The sum of $60,000 remaining due by the decedent at the time of his death upon the pledges above described was claimed by the respondents to be deducted from the gross estate as a claim against the estate contracted for an adequate and full consideration in money's worth. Its disallowance by the petitioner was based upon his contention that the pledges did not represent claims against the estate of that character. No objection was made to the pledges on the ground that they were not contracted bona fide, so that the question raised on this appeal is whether the claims based upon the pledges made under the circumstances above recited are claims contracted for an adequate and full consideration in money or money's worth within the meaning of the statute.
The great weight of authority in regard to subscriptions to charitable objects is to the effect that if on the faith of the subscription the promisee expends money or incurs liability in furtherance of the enterprise the promisor intended to promote, consideration for the subscription is supplied and it is thereby rendered valid, binding, and enforceable. Capelle v. Trinity M. E. Church, Fed. Cas. No. 2,392, 11 N.B.R. 536; Sturges v. Colby, fed. Cas. No. 13,566, 2 Flip. 163; Norton v. Janvier, 5 Har. (Del.) 346; Beatty's Estate v. Western College, 177 Ill. 280, 52 N.E. 432, 42 L.R.A. 797, 69 Am. St. Rep. 242; Robinson v. Nutt, 185 Mass. 345, 70 N.E. 198; New Jersey Orthopaedic Hospital & Dispensary v. Wright, 95 N.J. Law 462, 113 A. 144; Keuka College v. Ray, 167 N.Y. 96, 60 N.E. 325; In re Griswold's Estate, 113 Neb. 256, 202 N.W. 609, 38 A.L.R. 858, and cases cited in note page 881 et seq. This is the law of Pennsylvania in which state the pledges were made. Presbyterian Board of Foreign Missions v. Smith, 209 Pa. 361, 58 A. 689; University of Pennsylvania's Trustees v. Coxe's Ex'rs, 277 Pa. 512, 121 A. 314.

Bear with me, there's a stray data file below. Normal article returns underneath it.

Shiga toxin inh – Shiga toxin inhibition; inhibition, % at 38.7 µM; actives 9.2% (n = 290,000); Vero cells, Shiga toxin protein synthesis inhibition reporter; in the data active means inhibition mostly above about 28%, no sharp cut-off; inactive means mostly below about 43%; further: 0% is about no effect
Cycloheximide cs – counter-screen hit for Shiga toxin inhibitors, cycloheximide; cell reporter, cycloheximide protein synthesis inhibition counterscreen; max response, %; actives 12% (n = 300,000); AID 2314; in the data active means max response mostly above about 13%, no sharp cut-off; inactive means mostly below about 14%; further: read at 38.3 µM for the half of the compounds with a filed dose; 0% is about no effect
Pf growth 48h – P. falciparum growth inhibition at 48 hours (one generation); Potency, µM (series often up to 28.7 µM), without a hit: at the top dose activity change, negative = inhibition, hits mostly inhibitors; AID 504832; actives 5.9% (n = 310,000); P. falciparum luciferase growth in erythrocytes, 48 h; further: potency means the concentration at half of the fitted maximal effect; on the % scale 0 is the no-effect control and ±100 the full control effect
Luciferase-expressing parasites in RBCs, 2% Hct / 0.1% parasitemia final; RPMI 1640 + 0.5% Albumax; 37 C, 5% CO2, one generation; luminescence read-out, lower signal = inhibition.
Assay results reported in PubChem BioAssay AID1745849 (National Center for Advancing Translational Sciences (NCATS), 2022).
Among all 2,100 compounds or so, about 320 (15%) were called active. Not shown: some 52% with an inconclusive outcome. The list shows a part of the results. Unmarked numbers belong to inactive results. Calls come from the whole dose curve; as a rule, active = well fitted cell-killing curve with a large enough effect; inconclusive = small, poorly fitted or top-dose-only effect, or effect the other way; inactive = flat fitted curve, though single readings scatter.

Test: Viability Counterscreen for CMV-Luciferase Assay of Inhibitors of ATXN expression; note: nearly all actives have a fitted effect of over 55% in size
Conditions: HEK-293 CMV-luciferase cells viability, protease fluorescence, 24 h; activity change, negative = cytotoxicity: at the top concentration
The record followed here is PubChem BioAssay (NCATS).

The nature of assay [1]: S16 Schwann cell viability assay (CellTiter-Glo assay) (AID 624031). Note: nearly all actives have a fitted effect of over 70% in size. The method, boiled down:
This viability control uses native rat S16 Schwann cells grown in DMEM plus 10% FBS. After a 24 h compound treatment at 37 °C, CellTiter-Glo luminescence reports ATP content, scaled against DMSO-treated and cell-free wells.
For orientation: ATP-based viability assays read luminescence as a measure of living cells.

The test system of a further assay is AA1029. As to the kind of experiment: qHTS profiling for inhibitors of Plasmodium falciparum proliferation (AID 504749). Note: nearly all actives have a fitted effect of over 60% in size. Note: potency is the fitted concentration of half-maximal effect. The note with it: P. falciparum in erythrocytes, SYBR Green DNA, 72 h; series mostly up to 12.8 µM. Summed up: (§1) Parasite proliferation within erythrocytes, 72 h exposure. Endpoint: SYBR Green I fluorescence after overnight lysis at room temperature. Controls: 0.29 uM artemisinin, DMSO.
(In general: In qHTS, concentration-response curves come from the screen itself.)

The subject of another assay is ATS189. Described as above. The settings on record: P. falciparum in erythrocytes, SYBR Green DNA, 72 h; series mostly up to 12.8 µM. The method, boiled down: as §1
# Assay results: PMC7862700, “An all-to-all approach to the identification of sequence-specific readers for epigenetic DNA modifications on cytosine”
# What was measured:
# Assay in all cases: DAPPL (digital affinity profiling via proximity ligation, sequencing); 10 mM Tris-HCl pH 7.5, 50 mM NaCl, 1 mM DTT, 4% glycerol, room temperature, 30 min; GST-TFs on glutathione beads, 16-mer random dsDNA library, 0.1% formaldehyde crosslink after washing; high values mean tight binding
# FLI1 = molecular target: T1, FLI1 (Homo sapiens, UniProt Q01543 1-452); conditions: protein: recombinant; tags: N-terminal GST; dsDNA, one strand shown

In the case just cited the rule was stated as follows: (277 Pa. 512, at page 516, 121 A. 314, 315): "The trustees, relying upon the subscriptions of decedent and others, proceeded to incur obligations in carrying out the purposes for which the funds were intended, and in fact had expended the greater part of the total amount subscribed. This action on their part constituted a consideration which made the gift irrevocable and binding, not only upon the donors, but upon their representatives after their death (Board of Foreign Missions v. Smith, 209 Pa. 361, 58 A. 689; Converse's Estate, 240 Pa. 458, 87 A. 849); consequently, discussion of the question whether the subscription of one was a consideration for the subscription of other parties to the agreement becomes unnecessary. Assuming each to have been made individually, and not in consideration of the subscription of others, acceptance by the museum of the gift and the incurring of obligations in reliance upon it created a valid, binding contract, and the subscription became irrevocable thereafter.Converse's Estate, supra, and cases cited."
In the case before us it appears that the Trustees of St. Joseph's College expended all the money subscribed and paid by the decedent and others for the purposes which the decedent intended to promote. There was, therefore, consideration, which was adequate under the law, for his promises and which rendered them fully enforceable against his estate.
It has also been held that the mutual promises of persons contributing to a fund for the accomplishment of a common object, which can only be accomplished through their aggregate efforts, constitute reciprocal obligations, which are each a sufficient consideration to support the validity of the others and which are enforceable by the payee. Capelle v. Trinity M. E. Church, supra; Edinboro's Academy v. Robinson, 37 Pa. 210, 78 Am. Dec. 421; and cases cited in note to In re Griswold's Estate, supra, 38 A.L.R. ...